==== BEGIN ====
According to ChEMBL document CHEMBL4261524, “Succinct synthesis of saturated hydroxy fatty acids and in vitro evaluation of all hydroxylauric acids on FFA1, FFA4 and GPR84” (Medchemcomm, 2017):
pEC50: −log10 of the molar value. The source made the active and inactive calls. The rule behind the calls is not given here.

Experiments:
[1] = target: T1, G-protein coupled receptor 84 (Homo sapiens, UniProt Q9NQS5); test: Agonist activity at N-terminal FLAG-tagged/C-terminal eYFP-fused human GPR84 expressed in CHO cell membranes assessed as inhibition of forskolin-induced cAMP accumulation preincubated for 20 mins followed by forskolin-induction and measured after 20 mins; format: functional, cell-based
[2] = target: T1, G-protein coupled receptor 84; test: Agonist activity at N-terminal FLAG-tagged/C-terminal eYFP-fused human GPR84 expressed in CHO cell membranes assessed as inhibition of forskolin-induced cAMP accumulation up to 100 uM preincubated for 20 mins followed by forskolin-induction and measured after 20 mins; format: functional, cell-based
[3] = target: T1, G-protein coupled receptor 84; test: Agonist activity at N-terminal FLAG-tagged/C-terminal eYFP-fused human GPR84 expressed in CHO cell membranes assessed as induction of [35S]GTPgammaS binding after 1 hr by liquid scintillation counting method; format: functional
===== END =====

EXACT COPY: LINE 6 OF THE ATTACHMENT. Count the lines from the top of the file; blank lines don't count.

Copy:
[3] = target: T1, G-protein coupled receptor 84; test: Agonist activity at N-terminal FLAG-tagged/C-terminal eYFP-fused human GPR84 expressed in CHO cell membranes assessed as induction of [35S]GTPgammaS binding after 1 hr by liquid scintillation counting method; format: functional